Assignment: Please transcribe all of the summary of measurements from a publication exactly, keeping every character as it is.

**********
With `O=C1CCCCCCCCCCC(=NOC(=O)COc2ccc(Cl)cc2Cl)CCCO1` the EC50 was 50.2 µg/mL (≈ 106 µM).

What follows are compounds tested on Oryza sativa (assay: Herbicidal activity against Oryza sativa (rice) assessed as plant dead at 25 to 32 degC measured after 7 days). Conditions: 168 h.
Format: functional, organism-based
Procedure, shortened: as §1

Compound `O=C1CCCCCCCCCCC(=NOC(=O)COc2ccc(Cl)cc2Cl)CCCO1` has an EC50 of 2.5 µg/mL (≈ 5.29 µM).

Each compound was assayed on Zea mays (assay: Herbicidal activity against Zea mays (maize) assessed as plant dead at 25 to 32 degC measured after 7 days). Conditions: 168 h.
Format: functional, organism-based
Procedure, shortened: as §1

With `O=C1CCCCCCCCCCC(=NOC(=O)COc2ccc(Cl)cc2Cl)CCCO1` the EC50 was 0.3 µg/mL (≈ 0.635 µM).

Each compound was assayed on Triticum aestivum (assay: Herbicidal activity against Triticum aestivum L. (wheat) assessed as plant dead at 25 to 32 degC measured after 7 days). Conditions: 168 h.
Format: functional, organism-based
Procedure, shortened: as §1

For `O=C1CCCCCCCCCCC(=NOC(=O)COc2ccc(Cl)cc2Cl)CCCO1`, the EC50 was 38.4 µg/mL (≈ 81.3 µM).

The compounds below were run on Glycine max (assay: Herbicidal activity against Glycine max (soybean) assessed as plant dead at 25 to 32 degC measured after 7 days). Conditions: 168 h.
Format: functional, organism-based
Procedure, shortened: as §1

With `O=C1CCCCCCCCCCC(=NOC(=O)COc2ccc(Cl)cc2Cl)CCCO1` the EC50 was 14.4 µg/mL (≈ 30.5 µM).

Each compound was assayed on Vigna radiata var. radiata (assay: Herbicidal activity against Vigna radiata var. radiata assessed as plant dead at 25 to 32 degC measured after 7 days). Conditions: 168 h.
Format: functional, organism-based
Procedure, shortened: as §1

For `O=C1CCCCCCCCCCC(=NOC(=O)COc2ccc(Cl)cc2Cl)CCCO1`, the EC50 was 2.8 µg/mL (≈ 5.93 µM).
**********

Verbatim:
With `O=C1CCCCCCCCCCC(=NOC(=O)COc2ccc(Cl)cc2Cl)CCCO1` the EC50 was 50.2 µg/mL (≈ 106 µM).

What follows are compounds tested on Oryza sativa (assay: Herbicidal activity against Oryza sativa (rice) assessed as plant dead at 25 to 32 degC measured after 7 days). Conditions: 168 h.
Format: functional, organism-based
Procedure, shortened: as §1

Compound `O=C1CCCCCCCCCCC(=NOC(=O)COc2ccc(Cl)cc2Cl)CCCO1` has an EC50 of 2.5 µg/mL (≈ 5.29 µM).

Each compound was assayed on Zea mays (assay: Herbicidal activity against Zea mays (maize) assessed as plant dead at 25 to 32 degC measured after 7 days). Conditions: 168 h.
Format: functional, organism-based
Procedure, shortened: as §1

With `O=C1CCCCCCCCCCC(=NOC(=O)COc2ccc(Cl)cc2Cl)CCCO1` the EC50 was 0.3 µg/mL (≈ 0.635 µM).

Each compound was assayed on Triticum aestivum (assay: Herbicidal activity against Triticum aestivum L. (wheat) assessed as plant dead at 25 to 32 degC measured after 7 days). Conditions: 168 h.
Format: functional, organism-based
Procedure, shortened: as §1

For `O=C1CCCCCCCCCCC(=NOC(=O)COc2ccc(Cl)cc2Cl)CCCO1`, the EC50 was 38.4 µg/mL (≈ 81.3 µM).

The compounds below were run on Glycine max (assay: Herbicidal activity against Glycine max (soybean) assessed as plant dead at 25 to 32 degC measured after 7 days). Conditions: 168 h.
Format: functional, organism-based
Procedure, shortened: as §1

With `O=C1CCCCCCCCCCC(=NOC(=O)COc2ccc(Cl)cc2Cl)CCCO1` the EC50 was 14.4 µg/mL (≈ 30.5 µM).

Each compound was assayed on Vigna radiata var. radiata (assay: Herbicidal activity against Vigna radiata var. radiata assessed as plant dead at 25 to 32 degC measured after 7 days). Conditions: 168 h.
Format: functional, organism-based
Procedure, shortened: as §1

For `O=C1CCCCCCCCCCC(=NOC(=O)COc2ccc(Cl)cc2Cl)CCCO1`, the EC50 was 2.8 µg/mL (≈ 5.93 µM).